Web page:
2020-05-28 20:43 (Thu)
The Emerald City She Never Reached
The Emerald City She Never Reached
  • Min Kim Head of Culture Division
  • Approved 2020.04.30 21:49
  • Comments 0
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“Somewhere, over the rainbow, way up high…” I hear this line in Judy Garland’s voice whenever I read it in my head — and I can’t be the only one. While the poetic lyrics and her dreamy singing still touch our hearts almost a hundred years later, Garland herself may have been the one person that was tortured by this work of art. Judy portrays the tragic later years of Judy Garland (played by Renée Zellweger), who was once America’s sweetheart, and reveals the atrocious entertainment industry behind the creation of this beloved Hollywood persona — or rather, Hollywood victim. Warning: the review contains spoilers. 

For an admired celebrity, it is ironic that the driving force of the plot is Judy’s desire to be loved and needed. She moves to London hoping only to earn enough to reunite with her children and be the mother they need. She is also quick to fall in love with Mickey Deans (played by Finn Witrock), the only person that took any interest in her at a party. Though the need to be loved is a basic human desire, Judy clearly shows an excessive demand for reassurance. For instance, she marries Mickey hastily in order to secure their relationship. Through frequent flashbacks, the movie makes it clear that this all comes down to the fear of being abandoned, which her producer planted in her head from a young age — fans will only be fans for as long as she remains the “doll” they want to see. As a result, Judy is seen as insomnious, anxious, and somewhat delirious behind the spotlight. The movie successfully portrays the absurdity of the entertainment industry that commercializes individuals, and the bitter consumer society that judges them by their product value.

However, it is regrettable that there wasn’t much to take away from the bland plot. Judy’s insecure life as a fallen American superstar finds a silver lining when she is invited to London for a big production in her name. From that point on, everything is as you’d expect it to be. Her anxiety cannot get in the way of her natural-born talent as a performer, which leads the production to an initial success. However, the production spirals downwards after she divorces Mickey, who very evidently had mal-intents from the beginning. This obviously results in her already-existent mental insecurities and alcohol and drug use getting out of hand, and eventually, she is no longer wanted on stage. When she is allowed a final performance, she sings the song we have all been waiting for the whole movie: “Over the Rainbow”.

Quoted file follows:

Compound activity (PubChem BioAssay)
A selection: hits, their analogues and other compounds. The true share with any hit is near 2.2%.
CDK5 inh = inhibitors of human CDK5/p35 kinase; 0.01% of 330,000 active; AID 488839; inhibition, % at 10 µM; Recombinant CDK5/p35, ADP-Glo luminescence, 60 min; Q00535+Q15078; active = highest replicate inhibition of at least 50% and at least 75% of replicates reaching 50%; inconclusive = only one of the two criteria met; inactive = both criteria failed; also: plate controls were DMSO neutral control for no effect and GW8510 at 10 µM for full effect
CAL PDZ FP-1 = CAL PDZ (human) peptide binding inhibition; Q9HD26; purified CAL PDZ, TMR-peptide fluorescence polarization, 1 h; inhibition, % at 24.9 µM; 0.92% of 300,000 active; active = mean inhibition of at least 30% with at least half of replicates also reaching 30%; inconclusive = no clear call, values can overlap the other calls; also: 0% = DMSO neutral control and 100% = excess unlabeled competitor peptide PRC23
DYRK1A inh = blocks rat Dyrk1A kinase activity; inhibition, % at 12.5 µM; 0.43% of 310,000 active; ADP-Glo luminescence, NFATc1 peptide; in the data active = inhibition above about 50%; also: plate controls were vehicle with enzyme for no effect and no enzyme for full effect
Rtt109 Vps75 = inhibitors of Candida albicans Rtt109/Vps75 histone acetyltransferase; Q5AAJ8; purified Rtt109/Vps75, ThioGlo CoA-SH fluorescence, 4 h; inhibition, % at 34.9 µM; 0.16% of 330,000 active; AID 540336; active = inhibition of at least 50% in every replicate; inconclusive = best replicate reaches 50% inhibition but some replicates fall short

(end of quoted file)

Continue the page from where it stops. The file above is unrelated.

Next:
The dullness can be forgiven to some degree, as this is a biography based on true events. In fact, the iconic song was the final song Garland performed in her career (although it was in Denmark, not the UK). Nevertheless, for the love of God, how I cringed at the final scene, where the audience started to sing along to complete the song for tearful Judy. One may claim this as a heart-rending ending, since the audience finally connects to Judy at a personal level instead of seeing her as a mere product of Hollywood. However, I found this completely inappropriate, and not just for how disappointingly cliché it was. The scene undermines the message and the emotions that have been built up to this point through Zellweger’s superb acting (bless her, she definitely deserved the Oscar). It’s as if this short moment of connection is meant to compensate for a lifelong suffering, and to offer the audience, who had bitterly kicked Judy off stage when she was no longer valuable as a product, an absolution.

Although some parts of the plot were disenchanting, it overall provides a good outlook on how the entertainment industry took away the youth and gnawed at the soul of a beautiful woman with extraordinary talent. Especially with the award-winning performance of Zellweger, the emotions Garland had to struggle through truly reached out to the audience. May she rest in peace in the Emerald City she could not reach in her lifetime, “where troubles melt like lemon drops”.

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